Radio City Music Hall

1260 6th Avenue,
New York, NY 10020

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Showing 251 - 275 of 3,188 comments

Coate on September 24, 2014 at 3:17 pm

Walt Disney’s “Mary Poppins” premiered here 50 years ago today.

Radio City Music Hall was the second theater in the United States to open “Mary Poppins.” (It opened about a month earlier at Grauman’s Chinese in Los Angeles. Also, many sources, including the IMDb, continue to cite an incorrect Radio City/NYC opening date.)

For those who might have an interest, I’d also like to mention I have prepared a “Mary Poppins” 50th anniversary retrospective article for my film & TV history column at The article includes a historian Q&A and a list of many of the film’s first-run engagements. The article is also linked on the Cinema Treasures home page in the News section.

LorinWeigard on September 10, 2014 at 5:56 pm

Still the grand palace to end all movie palaces—– remember every movie I ever saw there- from “The Spirit of St. Louis” to the special screening of Abel Gance’s “Napoleon” with live orchestra— the nation’s showplace beyond compare

Vito on July 21, 2014 at 6:43 am

Watching a sportscast last night the guys were talking about how the Football draft will no be at RCMH next year cause there is a new show featuring the Rockettes in the works for that time spot. If this is true hopefully it does not fall thru as the last one did. Anyone heard anything about this?

LuisV on June 14, 2014 at 9:40 am

I wish NPH had hosted again. I like Hugh very much but he can’t hold a candle to Neil. I too plan on seeing Gentleman’s Guide again. We bought the cast recording the next day and there are several beautiful songs and the lyrics are smart and witty. Great sets, costumes and very funny.

Vito on June 14, 2014 at 9:17 am

Yup Luis I shared the same thoughts watching the show.
I too loved “Gentleman’s guide” and plan on seeing it again. Let’s also give a big hurrah to Neil Patrick Harris for his outstanding performance and Tony win. only thing missing was seeing the grand curtain go up oh well not that I have not seen that quite a times in the good ole days. Live live RCMH may she prosper and live on

LuisV on June 14, 2014 at 8:57 am

I had the good fortune to attend the TONY awards this year and, in my opinion, the true unheralded star of the show was Radio City itself along with the staff that runs the theater and the show. That this theater could accommodate the high volume of different sets, hundreds of actors, very quick changes as well as a wandering full size orchestra and make it all look like a breeze is nothing short of astounding. Great Job to all and I really need to take a back stage tour of this treasure this year. Also, Congrats to “Gentleman’s Guide to Love and Murder” for winning best Musical. A great show and highly recommended.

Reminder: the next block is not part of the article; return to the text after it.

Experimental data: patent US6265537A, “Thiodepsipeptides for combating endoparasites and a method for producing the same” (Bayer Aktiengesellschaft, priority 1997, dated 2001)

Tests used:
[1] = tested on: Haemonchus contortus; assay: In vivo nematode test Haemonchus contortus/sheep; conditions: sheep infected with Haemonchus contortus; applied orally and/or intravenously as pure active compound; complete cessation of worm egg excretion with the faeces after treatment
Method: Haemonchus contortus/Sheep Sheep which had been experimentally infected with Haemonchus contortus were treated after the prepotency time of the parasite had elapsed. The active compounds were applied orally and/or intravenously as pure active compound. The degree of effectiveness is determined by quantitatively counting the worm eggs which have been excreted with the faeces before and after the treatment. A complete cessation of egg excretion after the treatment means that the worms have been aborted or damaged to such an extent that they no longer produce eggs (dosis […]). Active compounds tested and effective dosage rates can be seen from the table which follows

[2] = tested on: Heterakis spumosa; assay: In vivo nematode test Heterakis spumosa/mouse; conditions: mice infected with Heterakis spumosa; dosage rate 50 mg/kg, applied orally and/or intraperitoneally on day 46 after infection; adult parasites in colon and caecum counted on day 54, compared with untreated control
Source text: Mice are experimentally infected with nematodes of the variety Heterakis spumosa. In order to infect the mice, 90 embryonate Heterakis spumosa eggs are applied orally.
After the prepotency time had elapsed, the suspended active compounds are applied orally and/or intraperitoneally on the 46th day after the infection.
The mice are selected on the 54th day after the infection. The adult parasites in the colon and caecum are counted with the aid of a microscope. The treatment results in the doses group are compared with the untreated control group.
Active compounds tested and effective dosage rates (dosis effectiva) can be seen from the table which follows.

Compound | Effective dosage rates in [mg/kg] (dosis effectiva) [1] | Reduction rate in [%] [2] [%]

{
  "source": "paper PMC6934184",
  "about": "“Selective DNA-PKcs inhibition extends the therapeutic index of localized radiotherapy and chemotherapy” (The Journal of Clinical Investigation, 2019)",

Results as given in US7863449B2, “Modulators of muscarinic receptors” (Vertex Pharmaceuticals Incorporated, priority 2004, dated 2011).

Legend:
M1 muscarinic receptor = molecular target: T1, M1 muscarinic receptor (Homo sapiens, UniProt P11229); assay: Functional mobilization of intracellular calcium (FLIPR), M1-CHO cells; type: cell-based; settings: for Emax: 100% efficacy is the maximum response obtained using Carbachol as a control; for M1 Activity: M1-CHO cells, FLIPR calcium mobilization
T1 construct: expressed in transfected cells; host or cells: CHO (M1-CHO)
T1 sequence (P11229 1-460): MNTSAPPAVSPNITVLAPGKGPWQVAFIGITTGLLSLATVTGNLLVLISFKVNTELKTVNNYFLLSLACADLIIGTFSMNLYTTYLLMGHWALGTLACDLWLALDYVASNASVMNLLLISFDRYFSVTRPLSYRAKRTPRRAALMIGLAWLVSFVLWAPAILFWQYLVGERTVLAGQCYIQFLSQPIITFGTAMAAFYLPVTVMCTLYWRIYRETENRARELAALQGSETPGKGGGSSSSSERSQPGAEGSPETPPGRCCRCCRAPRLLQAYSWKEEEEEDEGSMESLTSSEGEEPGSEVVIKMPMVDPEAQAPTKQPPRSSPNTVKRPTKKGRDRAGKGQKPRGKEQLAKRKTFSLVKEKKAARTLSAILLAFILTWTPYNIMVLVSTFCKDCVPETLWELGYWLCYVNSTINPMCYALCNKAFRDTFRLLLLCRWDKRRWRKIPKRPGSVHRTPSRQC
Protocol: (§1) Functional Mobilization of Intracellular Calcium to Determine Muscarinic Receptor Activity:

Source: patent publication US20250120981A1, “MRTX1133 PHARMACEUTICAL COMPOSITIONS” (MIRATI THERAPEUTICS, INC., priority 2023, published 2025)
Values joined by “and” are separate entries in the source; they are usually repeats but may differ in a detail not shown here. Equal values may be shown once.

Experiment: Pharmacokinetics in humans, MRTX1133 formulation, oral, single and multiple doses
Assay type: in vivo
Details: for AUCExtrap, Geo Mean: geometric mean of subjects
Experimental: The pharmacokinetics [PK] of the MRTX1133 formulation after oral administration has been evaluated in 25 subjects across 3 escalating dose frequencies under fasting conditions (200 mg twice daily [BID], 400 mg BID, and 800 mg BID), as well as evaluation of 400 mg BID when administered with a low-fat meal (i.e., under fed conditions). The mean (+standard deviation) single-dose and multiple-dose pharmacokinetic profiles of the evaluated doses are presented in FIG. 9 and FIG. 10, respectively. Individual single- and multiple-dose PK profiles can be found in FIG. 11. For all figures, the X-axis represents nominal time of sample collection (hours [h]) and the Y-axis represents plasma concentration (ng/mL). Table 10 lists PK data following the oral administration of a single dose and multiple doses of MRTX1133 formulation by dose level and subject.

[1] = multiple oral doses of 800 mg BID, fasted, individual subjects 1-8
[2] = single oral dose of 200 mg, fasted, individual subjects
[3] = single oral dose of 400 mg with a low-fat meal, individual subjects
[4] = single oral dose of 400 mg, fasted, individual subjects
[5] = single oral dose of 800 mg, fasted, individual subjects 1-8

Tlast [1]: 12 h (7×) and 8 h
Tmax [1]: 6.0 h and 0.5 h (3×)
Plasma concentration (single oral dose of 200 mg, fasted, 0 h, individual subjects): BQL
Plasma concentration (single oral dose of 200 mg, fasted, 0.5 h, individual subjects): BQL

Mike (saps)
Mike (saps) on June 13, 2014 at 10:01 pm

Since it opened on December 27, 1932 and screened its first film on January 11, 1933 (exactly two weeks and one day later) I am going to guess that movies were part of the plan from the beginning.

MarkDHite on May 24, 2014 at 12:10 pm

Just curious, does anyone know if the Music Hall was installed with movie projectors from the start? Or did they have to be added, and the booth windows rebuilt, after the variety format flopped? Thanks!

Cimarron on April 9, 2014 at 11:33 pm

Upload 1936’s “Mr Deeds Goes To Town” Ad in Photo Section.

Cimarron on April 8, 2014 at 10:44 pm

Upload of 1935’s “Mister Hobo” Ad in Photo Section.

DaveM on April 7, 2014 at 4:04 pm

From the 4/2/14 NYT:

“Marc Platt, a lively and versatile dancer who had standout roles onstage and in films, including in the original 1943 Broadway production of “Oklahoma!” and as one of the virile young woodsmen seeking spouses in the 1954 film musical “Seven Brides for Seven Brothers,” died on Saturday in San Rafael, Calif. He was 100.”

“After his dancing career slowed in the 1960s, he spent eight years as the producer and director of Radio City Music Hall’s ballet troupe.”

Cimarron on April 4, 2014 at 10:31 pm

Upload of 1935’s ad “Peter Ibbetson”

Cimarron on March 30, 2014 at 10:29 pm

Upload of 1948’s “Date With Judy” ad. Film was based on popular radio program by same name that was on air 1941-1950 and played several weeks at RCMH.

NewYorker64 on March 22, 2014 at 12:23 am

Actually, there’s some video from rehearsals that’s starting to flow out, and frankly, I’m not sure I wouldn’t have pulled the plug myself. Bad story, bad direction of the characters, cloying (i.e., repetitive without any creativity) choreography. And so many people who have worked so hard on this project – I feel for them.

It may be time for a new directorial perspective. I’m just saying…

DavidM on March 21, 2014 at 11:53 pm

Oh, well. Here’s hoping they mount the show in 2015. In the meantime, I heard a rumor about the spectacle which will replace Heart and Lights. It’s a musical update of The Exorcist. In the new version, James Dolan becomes possessed by the spirits of both Leonidoff and Russell Markert. When all attempts at a conventional exorcism fail, Father Merrin calls upon the Rockettes to kick the unwanted spirit out. The Rockettes succeed, leaving Leonidoff and Markert to ring in a new era for the Hall.

moviebuff82 on March 21, 2014 at 6:29 pm….no wonder why MSG promoted this a lot on tv…heard about it on facebook…